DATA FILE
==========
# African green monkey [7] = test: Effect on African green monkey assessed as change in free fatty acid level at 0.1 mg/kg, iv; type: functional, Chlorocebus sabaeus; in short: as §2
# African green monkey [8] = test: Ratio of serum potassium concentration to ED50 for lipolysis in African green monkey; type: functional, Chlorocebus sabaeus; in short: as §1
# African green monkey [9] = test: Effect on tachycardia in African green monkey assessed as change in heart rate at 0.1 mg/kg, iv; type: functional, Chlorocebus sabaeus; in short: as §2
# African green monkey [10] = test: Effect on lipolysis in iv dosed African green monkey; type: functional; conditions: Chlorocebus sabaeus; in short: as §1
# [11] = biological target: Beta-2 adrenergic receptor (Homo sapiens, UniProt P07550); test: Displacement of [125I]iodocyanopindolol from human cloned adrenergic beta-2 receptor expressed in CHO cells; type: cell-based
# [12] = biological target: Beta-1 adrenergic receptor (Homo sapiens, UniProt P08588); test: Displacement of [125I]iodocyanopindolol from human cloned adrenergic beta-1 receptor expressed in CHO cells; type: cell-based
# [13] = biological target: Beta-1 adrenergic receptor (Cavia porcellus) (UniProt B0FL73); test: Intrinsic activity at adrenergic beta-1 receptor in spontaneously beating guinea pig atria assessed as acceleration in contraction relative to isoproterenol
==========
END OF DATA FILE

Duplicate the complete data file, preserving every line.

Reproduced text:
# African green monkey [7] = test: Effect on African green monkey assessed as change in free fatty acid level at 0.1 mg/kg, iv; type: functional, Chlorocebus sabaeus; in short: as §2
# African green monkey [8] = test: Ratio of serum potassium concentration to ED50 for lipolysis in African green monkey; type: functional, Chlorocebus sabaeus; in short: as §1
# African green monkey [9] = test: Effect on tachycardia in African green monkey assessed as change in heart rate at 0.1 mg/kg, iv; type: functional, Chlorocebus sabaeus; in short: as §2
# African green monkey [10] = test: Effect on lipolysis in iv dosed African green monkey; type: functional; conditions: Chlorocebus sabaeus; in short: as §1
# [11] = biological target: Beta-2 adrenergic receptor (Homo sapiens, UniProt P07550); test: Displacement of [125I]iodocyanopindolol from human cloned adrenergic beta-2 receptor expressed in CHO cells; type: cell-based
# [12] = biological target: Beta-1 adrenergic receptor (Homo sapiens, UniProt P08588); test: Displacement of [125I]iodocyanopindolol from human cloned adrenergic beta-1 receptor expressed in CHO cells; type: cell-based
# [13] = biological target: Beta-1 adrenergic receptor (Cavia porcellus) (UniProt B0FL73); test: Intrinsic activity at adrenergic beta-1 receptor in spontaneously beating guinea pig atria assessed as acceleration in contraction relative to isoproterenol